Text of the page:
Rose Hall is the most famous and legendary great house on Jamaica. The subject of numerous dark novels, one of which was the H. G. de Lisser “White Witch of Rose Hall”. The great house was built from 1778 to 1790 by John Palmer, a wealthy British planter. It was a 6,521-acre plantation, with more than 2,000 slaves.

Annie Palmer, wife of the builder’s grandnephew, became the focal point of fiction and fact. Called “Infamous Annie,” she was said to be a practitioner of witchcraft. She took slaves as lovers and then killed them off (usually by poisoning) when she was tired of them. Servants called her “the Obeah woman” (Obeah is Jamaican for voodoo). Annie was said to have murdered several of her husbands in their sleep and eventually suffered the same fate herself.

Born in 1802 in England of half-English, half-Irish stock, she had moved to Haiti with her merchant parents when she was 10. When they died soon after from yellow fever, she was adopted by her Haitian nanny, who was rumored to be a voodoo priestess who educated her young charge in the arts of the occult. When the nanny died, the young white woman came to Jamaica in search of a husband.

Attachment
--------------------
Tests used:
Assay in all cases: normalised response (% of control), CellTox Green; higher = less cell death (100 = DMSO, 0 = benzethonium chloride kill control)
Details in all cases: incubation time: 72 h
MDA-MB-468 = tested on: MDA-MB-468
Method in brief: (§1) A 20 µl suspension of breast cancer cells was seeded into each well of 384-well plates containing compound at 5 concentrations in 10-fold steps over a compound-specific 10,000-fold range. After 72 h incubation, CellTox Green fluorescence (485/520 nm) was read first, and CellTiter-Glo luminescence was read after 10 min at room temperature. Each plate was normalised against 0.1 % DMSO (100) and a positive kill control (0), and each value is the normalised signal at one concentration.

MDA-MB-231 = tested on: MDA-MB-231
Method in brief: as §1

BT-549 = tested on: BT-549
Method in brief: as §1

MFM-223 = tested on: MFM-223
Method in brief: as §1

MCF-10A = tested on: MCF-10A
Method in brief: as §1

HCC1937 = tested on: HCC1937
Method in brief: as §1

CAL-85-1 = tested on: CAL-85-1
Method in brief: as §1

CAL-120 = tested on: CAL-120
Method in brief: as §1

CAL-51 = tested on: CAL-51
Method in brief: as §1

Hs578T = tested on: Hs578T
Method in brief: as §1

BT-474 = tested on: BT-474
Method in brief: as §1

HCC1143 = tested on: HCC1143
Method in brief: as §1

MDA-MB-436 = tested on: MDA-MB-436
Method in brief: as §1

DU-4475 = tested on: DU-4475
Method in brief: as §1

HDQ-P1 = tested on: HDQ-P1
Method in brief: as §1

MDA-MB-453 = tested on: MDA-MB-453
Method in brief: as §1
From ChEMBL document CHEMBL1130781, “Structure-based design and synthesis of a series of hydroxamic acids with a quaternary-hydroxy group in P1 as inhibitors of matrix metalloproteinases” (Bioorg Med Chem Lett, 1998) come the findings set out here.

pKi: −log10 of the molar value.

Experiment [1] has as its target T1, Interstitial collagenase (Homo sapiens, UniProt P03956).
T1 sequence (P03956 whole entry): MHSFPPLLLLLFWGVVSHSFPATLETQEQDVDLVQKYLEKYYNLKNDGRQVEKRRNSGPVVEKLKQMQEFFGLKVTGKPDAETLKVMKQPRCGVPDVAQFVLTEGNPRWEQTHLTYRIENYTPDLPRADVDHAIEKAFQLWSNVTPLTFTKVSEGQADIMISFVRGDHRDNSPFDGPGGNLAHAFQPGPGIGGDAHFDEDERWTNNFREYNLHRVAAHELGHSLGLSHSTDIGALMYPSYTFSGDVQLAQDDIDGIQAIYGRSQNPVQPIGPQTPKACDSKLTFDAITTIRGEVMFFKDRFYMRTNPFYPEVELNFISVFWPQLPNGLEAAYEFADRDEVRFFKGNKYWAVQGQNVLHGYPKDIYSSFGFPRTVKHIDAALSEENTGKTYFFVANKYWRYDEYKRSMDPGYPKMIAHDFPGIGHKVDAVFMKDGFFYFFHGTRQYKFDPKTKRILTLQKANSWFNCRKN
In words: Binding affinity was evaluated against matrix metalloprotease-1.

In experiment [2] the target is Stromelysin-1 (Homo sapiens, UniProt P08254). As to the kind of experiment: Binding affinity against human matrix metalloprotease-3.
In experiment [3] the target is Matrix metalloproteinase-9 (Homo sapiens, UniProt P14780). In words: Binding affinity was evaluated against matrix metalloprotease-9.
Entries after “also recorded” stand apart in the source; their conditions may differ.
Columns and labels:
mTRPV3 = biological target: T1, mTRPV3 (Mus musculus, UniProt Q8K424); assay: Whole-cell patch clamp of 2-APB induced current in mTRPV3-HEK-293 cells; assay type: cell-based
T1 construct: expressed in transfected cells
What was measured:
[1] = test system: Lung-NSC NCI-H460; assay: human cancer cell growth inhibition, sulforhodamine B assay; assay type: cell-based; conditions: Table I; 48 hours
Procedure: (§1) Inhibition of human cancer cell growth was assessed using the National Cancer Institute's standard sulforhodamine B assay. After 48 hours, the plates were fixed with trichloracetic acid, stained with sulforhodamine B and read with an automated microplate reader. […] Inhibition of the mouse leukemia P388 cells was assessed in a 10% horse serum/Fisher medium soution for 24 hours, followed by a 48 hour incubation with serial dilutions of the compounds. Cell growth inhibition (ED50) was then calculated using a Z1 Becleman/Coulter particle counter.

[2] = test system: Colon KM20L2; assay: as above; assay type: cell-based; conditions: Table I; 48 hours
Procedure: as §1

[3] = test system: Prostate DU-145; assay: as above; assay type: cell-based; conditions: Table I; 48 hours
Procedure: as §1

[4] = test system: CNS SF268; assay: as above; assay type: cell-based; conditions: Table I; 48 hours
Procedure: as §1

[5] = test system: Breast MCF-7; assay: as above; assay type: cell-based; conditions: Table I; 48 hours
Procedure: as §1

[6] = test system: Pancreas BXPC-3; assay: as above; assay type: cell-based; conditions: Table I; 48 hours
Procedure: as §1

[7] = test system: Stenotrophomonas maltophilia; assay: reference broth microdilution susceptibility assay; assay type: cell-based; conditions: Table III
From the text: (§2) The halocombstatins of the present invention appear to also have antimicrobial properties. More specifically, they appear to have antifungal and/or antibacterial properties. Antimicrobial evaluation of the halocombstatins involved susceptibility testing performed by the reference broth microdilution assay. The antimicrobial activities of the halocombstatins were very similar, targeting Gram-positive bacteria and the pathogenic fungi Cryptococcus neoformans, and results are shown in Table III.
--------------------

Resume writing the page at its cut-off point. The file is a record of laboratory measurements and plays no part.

She found and married a wealthy planter named John Palmer. Within months after the marriage, her husband discovered her affair with a young slave. It is said that he is said to have beaten her with a horse whip. John Palmer died that night and rumors were rampant that his young wife had poisoned him in revenge.

Now a widow, Annie Palmer began a reign of terror at Rose Hall. Fearing her slave lover might blackmail her, she had him tied, gagged, and flogged to death. Legend says that she then began to have affairs with one slave after another. however she was fickle and when her they bored her, she had them killed.

Partly because of her training in the occult arts during a childhood spent in Haiti, her servants called her the “Obeah (voodoo) woman,” the daughter of the devil, and “the White Witch of Rose Hall.”

When Ms. Palmer was found strangled in her bed in 1831, evidence surfaced that the murderer was Takoo, a freed slave seeking vengeance for a curse that Annie had placed on his granddaughter.

​Evidence of the building being haunted grew stronger as a succession of tragedies befell most of the later owners of the Rose Hall estate. Long in ruins, the house has now been restored and is now a local attraction. 


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